Plan B (or “Home is where the hive is”)

I was approached by a mate mid 2018 with the idea of an original origami commission, but was given no real timeline (which for an OCD procrastinator like me is a recipe for a little crazy time.

framed picture

The end result, finished near the end of February 2019, is vastly different from how I had initially envisaged it. It was actually really hard to part with this one – so much creative energy went into it’s genesis.

the new happy owner
A new home, Happy Birthday Paige (albeit belated, sorry)
Depth, scale, detail.
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941: Home is where the Hive is…

Over the last few years I have played with origami tessellations – the theory of a repeatable pattern that interacts with other repeats (molecules) is fascinating and a real testament to the accuracy of the pre-folding. As part of another project, I have been exploring triangle grids, and a devilishly tricky to collapse hex-cell tessellation by Robert Lang he calls “Honeycomb”.

Robert Lang’s Honeycomb Tessellation

After folding this a number of times, and then schematicizing the molecule, I noticed that “cells” were deep and, due to the nature of the collapsed layers inside I did not think they were very tidy nor kept their shape nicely. All to often, in origami design, paper thickness is disregarded in the theoretical collapse – in this case hiding away most of the paper in canyons between cells deforms them in ugly ways.

Original Lang molecule (right) and my shallow modified one (left) – same size paper

I started playing with the corner mechanism, and discovered I could halve the height of the cell wall, making the tuck much less bulky and doubling the size of the resultant folded field on the same bit of paper. Additionally it held itself together nicely with edges that are easy to stabilise. With a little practice (I am sure my work colleagues thought me obsessed, given the number of times I folded this tessellated field) I was ready to scale up … well, down in truth as I folded a “tiny” triangle grid on my target mustard leather-grain paper and then set the corner widgets before collapse only to then realise that folding this small was a real challenge with my nerve damaged, fat clumsy fingers.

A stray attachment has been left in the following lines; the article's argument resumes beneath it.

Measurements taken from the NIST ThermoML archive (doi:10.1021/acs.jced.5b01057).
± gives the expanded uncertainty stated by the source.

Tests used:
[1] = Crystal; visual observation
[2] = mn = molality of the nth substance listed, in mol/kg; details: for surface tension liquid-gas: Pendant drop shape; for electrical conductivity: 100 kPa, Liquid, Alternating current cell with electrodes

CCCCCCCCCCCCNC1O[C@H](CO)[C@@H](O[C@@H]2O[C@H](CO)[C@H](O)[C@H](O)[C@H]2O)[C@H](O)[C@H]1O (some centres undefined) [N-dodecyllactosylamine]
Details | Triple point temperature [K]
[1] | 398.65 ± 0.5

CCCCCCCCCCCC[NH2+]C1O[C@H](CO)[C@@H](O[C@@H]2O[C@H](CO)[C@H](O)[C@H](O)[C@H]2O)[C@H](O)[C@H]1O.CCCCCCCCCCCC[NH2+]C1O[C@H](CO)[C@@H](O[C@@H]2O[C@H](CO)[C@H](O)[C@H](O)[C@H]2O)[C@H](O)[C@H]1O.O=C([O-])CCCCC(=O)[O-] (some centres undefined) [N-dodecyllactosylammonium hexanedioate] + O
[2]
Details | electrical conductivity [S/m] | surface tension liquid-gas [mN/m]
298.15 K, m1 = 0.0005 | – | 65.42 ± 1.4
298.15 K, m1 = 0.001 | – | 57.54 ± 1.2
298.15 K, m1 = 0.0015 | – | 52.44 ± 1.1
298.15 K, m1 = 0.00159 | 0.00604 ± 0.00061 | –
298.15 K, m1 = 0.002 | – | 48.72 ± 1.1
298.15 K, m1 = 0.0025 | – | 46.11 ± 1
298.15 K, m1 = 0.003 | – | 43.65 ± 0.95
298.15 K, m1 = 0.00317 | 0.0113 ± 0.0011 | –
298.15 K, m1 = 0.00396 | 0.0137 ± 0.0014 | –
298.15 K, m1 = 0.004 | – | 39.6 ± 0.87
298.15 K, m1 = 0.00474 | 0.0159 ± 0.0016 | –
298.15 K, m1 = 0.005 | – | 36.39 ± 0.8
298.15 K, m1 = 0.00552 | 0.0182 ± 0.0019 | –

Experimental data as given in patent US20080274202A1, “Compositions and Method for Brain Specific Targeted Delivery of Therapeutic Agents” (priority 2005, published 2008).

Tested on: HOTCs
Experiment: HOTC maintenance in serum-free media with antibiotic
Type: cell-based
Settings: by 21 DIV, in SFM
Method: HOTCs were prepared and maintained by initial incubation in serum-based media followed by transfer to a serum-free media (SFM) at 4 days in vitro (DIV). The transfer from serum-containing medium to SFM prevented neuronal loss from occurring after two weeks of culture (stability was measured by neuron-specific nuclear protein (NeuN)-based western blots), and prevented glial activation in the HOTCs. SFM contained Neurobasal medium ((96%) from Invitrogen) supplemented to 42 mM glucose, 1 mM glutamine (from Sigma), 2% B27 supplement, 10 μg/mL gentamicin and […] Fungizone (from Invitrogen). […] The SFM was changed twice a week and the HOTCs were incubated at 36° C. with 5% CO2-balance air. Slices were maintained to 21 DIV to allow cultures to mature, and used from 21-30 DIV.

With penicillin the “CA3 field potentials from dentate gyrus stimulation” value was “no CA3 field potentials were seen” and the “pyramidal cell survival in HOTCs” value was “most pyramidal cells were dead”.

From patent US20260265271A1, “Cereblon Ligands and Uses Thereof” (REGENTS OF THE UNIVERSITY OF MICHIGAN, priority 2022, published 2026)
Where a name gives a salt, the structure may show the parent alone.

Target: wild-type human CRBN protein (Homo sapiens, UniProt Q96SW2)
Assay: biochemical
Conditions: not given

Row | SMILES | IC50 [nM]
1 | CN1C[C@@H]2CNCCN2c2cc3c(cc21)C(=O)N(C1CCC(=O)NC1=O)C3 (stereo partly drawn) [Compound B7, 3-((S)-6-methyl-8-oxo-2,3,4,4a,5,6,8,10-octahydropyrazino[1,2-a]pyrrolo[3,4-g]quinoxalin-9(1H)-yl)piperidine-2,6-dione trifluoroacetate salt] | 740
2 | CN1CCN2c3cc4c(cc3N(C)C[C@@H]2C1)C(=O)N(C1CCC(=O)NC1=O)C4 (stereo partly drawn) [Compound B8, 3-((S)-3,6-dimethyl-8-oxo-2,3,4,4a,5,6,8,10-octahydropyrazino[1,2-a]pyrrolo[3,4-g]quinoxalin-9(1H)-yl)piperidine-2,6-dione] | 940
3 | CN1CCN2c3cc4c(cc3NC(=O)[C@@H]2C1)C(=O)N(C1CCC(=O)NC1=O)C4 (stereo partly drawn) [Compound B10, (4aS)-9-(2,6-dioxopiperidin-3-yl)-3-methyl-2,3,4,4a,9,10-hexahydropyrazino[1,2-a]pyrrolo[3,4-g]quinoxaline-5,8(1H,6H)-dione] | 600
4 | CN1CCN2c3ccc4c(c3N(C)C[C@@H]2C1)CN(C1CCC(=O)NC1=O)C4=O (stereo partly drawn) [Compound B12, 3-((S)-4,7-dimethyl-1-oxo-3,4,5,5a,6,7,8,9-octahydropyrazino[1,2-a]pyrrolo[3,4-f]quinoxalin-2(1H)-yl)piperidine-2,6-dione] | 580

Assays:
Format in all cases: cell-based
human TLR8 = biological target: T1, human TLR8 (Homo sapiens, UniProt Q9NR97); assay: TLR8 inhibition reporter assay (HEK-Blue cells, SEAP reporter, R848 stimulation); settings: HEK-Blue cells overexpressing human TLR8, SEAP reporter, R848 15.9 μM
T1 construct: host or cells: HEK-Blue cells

CP of molecule (red=Mountain, blue=Valley) Thick lines are visible edges, thin are hidden
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837: (287/365) Jackson’s Chameleon

Looking for a nice, rich, challenging fold for the day, I knew I needed to try a model from Robert Lang:

This is his model “Jackson’s Chameleon” – a deliciously complicated model with all the chameleonic bits you expect.

Working with a slightly un-square square of light green washi, the pre-folding is fascinating, layer management and seemingly impossible moves abound – there were many times I thought I had screwed up, only to find out that it worked. Continue reading

698: (148/365) Cicada

I must admit to enjoying the challenge that is inherent in most of Robert Lang’s designs:

When the Tanteidan magazine arrived, I saw there was a new version of his cicada, and I knew I needed to try it.

Starting with a 35cm square of Daiso washi (that turned out to be slightly rhombic problematically), I began the marathon folding sequence. Continue reading

675: (125/365) Centipede

Gagging for complex folds I thought I would torture a bit of paper with a super complex model from Robert Lang’s “Origami Insects II”:

The paper survived and the resultant creepy crawley is interesting if not perfect.

Missing steps and powering on, only have to backtrack, characterised this mammoth 6 hour fold. Some steps are small but have long term consequences and I was worried that unfolding and refolding would cause the paper to disintegrate, fortunately not. Continue reading

673: (123/365) Longhorn Beetle

Itching to dive into some thing complex (365 challenges are lousy for this, the one fold a day schedule makes longer hauls really difficult), I decided on an insect from Robert Lang that I had not folded before:

Folded nearly life-size, this is a longhorn beetle, a lovely little bug with seemingly ridiculous antennae. Continue reading

Orchid Shadowbox

I love models by Robert Lang, I find I fold them when I need order, therapy, calm. This is a collection of his Orchids, described in his book “Origami Design Secrets”. Something about the mathematical elegance of this flower lends itself to careful modelling and pretty staging. I had a bunch of opalescent 6″ squares in delicate pastel colours so originally folded separate flowers and tried to attach them in a sort of free-form montage.camille

They look better on a stem, so re-thought the mounting, used florist’s wire and tape to build a plausible “spray” and (shhh) used some craft glue to affix the flowers to the ends of each stickey-outey bit.

Working to the diagonal here, with an odd number of blooms works quite nicely I think, coupled with the corrugated (I folded a fan) hand-made gold-flecked tissue the total scene is quite pleasing. Continue reading